News Limited editors did not argue any of these points during our meeting, but by the end of the discussion it was clear that none of these facts was convincing for them. News Limited’s position regarding the NBN seemed to be one of principle. Never mind that the private sector would never build an NBN, or that the current market structure was flawed, or that government had a successful history of fixed-line infrastructure building. The view from News Limited’s side of the table was that the government just shouldn’t be building this sort of public infrastructure.

News Limited was not alone in its position. One of the most frequent comments I heard during the dozens of public speeches and presentations that I gave on the NBN was “Why are you building this? No commercial company would undertake this project. The returns are too low and the risks are too high.” That was precisely the reason the government was doing it, I would reply – because no purely commercial entity would undertake a project like the NBN.

Michael Quigley on infrastructure.

Quigley is, of course, the first and former head of NBN Co, the government-owned corporation established to deploy high-speed broadband throughout Australia. Particularly, as pointed out above, to regional and rural areas under-served by existing private sector telcos because, not to put too fine a point on it, there’s not enough profit in rolling out broadband internet across the desert.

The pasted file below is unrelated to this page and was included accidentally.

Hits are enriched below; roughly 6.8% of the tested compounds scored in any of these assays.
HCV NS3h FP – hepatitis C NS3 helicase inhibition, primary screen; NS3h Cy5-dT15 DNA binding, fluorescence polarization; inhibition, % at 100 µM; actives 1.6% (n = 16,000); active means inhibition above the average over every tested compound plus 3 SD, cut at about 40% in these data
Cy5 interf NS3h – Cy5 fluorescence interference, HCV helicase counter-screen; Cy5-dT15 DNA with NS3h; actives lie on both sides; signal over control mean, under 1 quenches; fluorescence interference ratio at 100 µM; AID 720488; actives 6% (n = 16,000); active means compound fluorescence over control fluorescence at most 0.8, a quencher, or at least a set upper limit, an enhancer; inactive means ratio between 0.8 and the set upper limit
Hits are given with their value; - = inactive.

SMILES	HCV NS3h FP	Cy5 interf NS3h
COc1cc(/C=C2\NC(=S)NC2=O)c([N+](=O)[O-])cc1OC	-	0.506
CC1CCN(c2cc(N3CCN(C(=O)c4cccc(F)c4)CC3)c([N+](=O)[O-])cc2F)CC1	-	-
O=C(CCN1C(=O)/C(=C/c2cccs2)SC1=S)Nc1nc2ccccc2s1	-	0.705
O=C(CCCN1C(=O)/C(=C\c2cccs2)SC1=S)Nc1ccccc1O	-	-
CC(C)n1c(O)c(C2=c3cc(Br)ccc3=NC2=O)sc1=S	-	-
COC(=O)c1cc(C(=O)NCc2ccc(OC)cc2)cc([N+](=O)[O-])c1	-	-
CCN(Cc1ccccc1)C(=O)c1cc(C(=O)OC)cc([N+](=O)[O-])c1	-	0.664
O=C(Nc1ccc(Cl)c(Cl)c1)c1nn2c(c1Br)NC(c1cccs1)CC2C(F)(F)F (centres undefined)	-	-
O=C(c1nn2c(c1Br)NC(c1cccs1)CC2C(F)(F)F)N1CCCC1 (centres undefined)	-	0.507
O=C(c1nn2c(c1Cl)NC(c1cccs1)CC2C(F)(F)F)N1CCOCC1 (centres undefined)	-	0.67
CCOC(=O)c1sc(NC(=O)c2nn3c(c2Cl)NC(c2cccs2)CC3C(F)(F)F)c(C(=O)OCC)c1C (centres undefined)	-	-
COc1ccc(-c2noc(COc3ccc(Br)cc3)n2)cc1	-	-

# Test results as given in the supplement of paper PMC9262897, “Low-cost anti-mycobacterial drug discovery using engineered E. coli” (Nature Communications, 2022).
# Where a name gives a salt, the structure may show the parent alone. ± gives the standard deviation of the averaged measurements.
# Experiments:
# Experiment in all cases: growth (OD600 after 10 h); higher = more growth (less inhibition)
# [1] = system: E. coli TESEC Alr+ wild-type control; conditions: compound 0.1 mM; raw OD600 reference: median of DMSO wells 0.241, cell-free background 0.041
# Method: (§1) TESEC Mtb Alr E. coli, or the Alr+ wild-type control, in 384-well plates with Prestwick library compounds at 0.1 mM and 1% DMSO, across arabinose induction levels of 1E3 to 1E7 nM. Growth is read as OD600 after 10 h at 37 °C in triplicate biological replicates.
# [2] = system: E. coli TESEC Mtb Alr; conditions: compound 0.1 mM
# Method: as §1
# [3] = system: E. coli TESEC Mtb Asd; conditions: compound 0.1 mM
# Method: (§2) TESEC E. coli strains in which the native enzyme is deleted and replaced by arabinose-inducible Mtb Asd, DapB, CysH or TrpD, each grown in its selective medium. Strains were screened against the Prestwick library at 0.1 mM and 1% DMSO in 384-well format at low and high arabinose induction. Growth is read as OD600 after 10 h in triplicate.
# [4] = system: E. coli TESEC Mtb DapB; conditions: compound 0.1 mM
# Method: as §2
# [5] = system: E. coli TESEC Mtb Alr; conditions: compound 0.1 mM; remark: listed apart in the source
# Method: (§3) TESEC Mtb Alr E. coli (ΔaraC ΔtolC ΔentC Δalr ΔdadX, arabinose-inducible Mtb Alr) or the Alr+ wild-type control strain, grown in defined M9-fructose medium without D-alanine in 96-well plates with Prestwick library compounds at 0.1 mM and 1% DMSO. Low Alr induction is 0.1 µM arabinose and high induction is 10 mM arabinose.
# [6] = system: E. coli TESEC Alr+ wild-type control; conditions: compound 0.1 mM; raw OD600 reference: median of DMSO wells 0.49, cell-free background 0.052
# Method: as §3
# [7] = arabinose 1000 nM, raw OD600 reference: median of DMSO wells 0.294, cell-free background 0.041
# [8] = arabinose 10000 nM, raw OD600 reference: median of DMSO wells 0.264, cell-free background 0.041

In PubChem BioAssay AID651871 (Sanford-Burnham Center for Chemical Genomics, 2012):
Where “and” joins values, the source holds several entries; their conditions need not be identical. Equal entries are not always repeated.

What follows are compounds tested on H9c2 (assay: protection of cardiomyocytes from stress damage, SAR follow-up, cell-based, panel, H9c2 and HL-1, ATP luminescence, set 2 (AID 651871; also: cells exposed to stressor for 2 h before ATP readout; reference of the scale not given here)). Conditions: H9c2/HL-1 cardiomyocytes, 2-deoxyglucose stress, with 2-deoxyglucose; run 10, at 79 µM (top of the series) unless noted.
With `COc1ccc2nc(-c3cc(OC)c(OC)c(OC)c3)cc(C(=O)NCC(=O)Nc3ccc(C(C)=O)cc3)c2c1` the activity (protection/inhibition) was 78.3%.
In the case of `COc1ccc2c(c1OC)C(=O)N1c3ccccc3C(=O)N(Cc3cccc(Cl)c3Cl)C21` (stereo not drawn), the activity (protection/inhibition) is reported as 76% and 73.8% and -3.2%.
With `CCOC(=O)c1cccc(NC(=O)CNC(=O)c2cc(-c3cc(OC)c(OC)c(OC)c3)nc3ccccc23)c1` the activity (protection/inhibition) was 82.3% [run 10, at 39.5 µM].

To say that the NBN was sabotaged by right-wing and corporate interests would be putting it mildly. Again, as mentioned in the quote, News Limited (i.e. Rupert “Fox News” Murdoch’s media empire) was one of the prime saboteurs, aided by the existing commercial telcos, basically because, again, having to compete against nationalized infrastructure would cut into profits.

Tl;dr, what happened to the NBN—what was allowed to happen to the NBN—was nothing less than wholesale theft against the Australian public for the enrichment of a handful of millionaire CEOs and their boot-licking cronies.